Wednesday, July 25, 2007

Fast nights and slow days

The title sounds so pompous. And it's not even true. The night wasn't particularly fast, nor the day particularly slow. But enough chit-chat, it's time for action. Or at least the story of one man's Tisha Bav.

We ate. No meat, of course, which is really OK, because who wants to eat meat before a fast? Besides me of course? Then came Maariv and Eicha. One of the beautiful things about the ninth of Av is this whole thing about little chairs. You know, the type they have in preschools. In fact, the chairs we all sat on were from the Chabad preschool. But perhaps "sat" is too strong a word for what we actually did. Back when I was a little tyke in, oh, first grade, my family lived in beautiful Mequon, Wisconsin. We were eating a Shabbos meal at a family (who shall remain nameless) and I sat down on a little plastic chair they had in the basement. Remember, I was seven years old. The chair broke. So here we are thirteen years later, sitting on the same size chair, praying to the One Above that we all survive. It's not like the things are comfortable anyway. They're really not. And that, my friends, is the whole point of Tisha Bav - suffering for the destruction of the two Temples.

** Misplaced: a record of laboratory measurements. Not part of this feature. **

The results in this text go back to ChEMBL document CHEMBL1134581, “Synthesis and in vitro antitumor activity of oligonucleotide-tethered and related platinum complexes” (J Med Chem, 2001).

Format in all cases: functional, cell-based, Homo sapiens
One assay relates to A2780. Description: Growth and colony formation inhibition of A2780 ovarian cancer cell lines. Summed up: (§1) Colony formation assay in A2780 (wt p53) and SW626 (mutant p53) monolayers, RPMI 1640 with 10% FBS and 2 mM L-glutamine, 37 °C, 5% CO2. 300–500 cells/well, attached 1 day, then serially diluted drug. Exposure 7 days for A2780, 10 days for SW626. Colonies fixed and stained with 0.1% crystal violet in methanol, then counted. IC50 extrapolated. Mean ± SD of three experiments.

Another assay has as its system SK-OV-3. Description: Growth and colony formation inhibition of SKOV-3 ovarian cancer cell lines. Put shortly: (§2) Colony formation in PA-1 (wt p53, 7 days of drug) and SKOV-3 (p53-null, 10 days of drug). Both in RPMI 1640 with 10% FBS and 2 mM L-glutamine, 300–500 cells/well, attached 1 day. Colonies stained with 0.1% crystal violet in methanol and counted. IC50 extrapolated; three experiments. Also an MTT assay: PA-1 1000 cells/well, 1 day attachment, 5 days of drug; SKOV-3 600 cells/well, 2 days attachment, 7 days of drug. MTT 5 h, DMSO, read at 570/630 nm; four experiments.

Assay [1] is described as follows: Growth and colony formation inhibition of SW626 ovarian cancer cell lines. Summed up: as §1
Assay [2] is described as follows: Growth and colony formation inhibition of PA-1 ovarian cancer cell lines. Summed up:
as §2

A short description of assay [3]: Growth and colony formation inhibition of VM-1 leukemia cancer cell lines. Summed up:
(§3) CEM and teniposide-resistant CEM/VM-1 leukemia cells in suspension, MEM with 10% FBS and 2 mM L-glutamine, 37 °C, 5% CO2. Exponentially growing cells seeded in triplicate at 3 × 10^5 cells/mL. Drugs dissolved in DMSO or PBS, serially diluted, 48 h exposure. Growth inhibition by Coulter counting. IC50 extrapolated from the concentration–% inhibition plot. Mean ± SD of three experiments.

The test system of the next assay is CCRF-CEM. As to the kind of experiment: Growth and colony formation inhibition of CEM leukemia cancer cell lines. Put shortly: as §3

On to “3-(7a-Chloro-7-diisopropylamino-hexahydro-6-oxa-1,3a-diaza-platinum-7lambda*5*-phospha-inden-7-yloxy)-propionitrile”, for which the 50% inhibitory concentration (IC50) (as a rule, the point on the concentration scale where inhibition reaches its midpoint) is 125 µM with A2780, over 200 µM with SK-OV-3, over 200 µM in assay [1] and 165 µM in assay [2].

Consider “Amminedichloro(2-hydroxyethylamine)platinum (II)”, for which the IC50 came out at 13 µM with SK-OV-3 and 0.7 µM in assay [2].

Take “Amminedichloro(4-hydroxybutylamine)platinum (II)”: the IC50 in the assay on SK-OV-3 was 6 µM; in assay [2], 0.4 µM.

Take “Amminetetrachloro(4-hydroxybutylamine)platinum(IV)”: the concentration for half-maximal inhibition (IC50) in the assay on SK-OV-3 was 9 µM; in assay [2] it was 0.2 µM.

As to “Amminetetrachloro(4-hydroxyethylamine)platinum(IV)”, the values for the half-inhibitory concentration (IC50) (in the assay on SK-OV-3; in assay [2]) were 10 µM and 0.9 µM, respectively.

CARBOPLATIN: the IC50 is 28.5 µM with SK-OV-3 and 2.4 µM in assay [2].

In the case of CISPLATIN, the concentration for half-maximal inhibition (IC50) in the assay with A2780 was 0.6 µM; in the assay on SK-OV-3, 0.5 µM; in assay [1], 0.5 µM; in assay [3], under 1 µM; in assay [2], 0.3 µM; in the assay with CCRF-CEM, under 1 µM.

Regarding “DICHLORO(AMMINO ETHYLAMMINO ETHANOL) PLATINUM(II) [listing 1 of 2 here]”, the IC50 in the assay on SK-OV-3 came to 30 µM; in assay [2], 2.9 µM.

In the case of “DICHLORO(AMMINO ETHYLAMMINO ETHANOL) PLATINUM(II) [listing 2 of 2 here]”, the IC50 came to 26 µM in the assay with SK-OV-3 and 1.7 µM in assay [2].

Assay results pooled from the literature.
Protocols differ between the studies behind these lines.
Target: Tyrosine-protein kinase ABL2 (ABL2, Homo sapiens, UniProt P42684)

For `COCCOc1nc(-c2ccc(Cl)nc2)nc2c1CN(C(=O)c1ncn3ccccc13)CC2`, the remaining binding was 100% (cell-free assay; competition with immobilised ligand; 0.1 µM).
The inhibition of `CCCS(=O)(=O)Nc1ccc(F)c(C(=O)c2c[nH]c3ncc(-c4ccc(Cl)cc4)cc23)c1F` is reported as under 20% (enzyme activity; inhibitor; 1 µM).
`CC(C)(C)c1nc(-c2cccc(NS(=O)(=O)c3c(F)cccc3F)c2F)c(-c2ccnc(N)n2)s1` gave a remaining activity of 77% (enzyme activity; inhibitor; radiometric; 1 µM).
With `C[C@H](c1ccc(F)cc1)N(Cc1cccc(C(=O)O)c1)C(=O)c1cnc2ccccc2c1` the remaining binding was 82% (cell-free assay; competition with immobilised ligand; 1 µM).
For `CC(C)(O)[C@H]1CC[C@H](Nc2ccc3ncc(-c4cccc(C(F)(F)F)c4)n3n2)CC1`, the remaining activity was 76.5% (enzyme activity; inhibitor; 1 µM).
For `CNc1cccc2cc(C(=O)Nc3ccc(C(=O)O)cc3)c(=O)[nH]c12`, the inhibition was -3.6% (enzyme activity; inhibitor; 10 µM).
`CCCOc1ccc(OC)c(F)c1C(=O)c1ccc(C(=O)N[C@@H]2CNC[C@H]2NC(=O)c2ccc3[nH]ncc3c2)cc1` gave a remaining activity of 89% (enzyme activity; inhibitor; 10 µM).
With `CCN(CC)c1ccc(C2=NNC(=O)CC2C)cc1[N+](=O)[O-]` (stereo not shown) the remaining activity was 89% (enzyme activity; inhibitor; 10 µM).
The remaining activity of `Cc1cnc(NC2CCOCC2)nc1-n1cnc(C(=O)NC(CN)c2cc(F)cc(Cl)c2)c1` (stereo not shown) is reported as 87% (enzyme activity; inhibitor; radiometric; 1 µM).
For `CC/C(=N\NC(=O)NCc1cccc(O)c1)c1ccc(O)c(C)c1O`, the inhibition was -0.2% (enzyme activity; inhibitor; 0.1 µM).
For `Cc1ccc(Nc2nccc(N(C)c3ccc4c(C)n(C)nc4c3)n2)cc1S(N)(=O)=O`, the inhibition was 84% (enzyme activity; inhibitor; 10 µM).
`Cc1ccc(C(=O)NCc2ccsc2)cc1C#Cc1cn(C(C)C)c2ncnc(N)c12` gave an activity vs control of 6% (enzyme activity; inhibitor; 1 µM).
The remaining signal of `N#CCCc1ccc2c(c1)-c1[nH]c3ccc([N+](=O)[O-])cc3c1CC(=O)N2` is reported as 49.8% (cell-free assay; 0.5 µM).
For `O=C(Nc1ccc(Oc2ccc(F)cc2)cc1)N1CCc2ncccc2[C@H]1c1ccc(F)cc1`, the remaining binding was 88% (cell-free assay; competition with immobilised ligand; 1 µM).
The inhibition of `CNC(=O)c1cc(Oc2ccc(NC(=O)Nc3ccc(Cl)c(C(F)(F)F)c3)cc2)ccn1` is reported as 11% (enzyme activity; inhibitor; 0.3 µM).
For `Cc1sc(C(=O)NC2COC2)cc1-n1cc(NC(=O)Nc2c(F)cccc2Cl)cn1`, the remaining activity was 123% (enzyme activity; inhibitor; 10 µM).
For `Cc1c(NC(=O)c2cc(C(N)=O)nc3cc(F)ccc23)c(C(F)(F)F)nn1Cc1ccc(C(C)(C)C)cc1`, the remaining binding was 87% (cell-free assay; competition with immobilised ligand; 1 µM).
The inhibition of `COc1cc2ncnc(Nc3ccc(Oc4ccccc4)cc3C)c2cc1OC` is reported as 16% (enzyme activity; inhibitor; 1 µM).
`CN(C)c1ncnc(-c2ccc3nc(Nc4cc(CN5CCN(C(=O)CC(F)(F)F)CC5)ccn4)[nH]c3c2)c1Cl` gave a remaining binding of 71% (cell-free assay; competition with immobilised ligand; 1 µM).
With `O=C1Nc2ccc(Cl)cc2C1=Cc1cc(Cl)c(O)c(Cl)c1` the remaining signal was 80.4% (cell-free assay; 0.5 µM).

Despite the mournful mood, we didn't say tachnun (penitential prayers). Tisha Bav is also a bit of a holiday, and will be even more so with the coming of the Messiah speedily in our days Amen, so it's simply not appropriate to ask for forgiveness for all our many sins.

Oh yeah, I also got in a good six hour nap today. The gain of which I'm now wasting at 1:45 AM.

But Tisha Bav is not all about pain and sleep. It's about something far, far greater. For more info, see (shameless plug again) this article by Rabbi Naftali Silberberg.

Back on the road very, very soon.